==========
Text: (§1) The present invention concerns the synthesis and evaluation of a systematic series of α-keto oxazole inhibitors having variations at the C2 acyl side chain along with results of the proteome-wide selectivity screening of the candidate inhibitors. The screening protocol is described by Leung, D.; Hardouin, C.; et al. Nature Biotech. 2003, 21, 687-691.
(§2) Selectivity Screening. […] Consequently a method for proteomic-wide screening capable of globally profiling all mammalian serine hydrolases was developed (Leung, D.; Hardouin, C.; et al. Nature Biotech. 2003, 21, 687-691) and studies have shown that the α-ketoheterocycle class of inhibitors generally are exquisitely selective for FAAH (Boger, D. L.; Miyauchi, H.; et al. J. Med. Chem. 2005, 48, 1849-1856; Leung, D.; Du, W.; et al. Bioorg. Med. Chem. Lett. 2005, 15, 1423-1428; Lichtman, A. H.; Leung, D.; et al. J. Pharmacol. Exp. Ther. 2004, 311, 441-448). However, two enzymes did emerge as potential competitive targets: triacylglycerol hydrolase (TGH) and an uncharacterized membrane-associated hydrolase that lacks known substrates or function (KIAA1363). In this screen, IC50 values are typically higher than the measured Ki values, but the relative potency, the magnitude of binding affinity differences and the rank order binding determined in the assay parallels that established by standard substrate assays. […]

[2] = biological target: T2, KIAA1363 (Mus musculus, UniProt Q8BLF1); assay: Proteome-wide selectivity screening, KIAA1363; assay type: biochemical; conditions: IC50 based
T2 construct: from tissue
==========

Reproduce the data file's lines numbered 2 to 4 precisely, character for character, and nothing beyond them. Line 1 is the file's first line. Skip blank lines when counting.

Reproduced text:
(§2) Selectivity Screening. […] Consequently a method for proteomic-wide screening capable of globally profiling all mammalian serine hydrolases was developed (Leung, D.; Hardouin, C.; et al. Nature Biotech. 2003, 21, 687-691) and studies have shown that the α-ketoheterocycle class of inhibitors generally are exquisitely selective for FAAH (Boger, D. L.; Miyauchi, H.; et al. J. Med. Chem. 2005, 48, 1849-1856; Leung, D.; Du, W.; et al. Bioorg. Med. Chem. Lett. 2005, 15, 1423-1428; Lichtman, A. H.; Leung, D.; et al. J. Pharmacol. Exp. Ther. 2004, 311, 441-448). However, two enzymes did emerge as potential competitive targets: triacylglycerol hydrolase (TGH) and an uncharacterized membrane-associated hydrolase that lacks known substrates or function (KIAA1363). In this screen, IC50 values are typically higher than the measured Ki values, but the relative potency, the magnitude of binding affinity differences and the rank order binding determined in the assay parallels that established by standard substrate assays. […]

[2] = biological target: T2, KIAA1363 (Mus musculus, UniProt Q8BLF1); assay: Proteome-wide selectivity screening, KIAA1363; assay type: biochemical; conditions: IC50 based
T2 construct: from tissue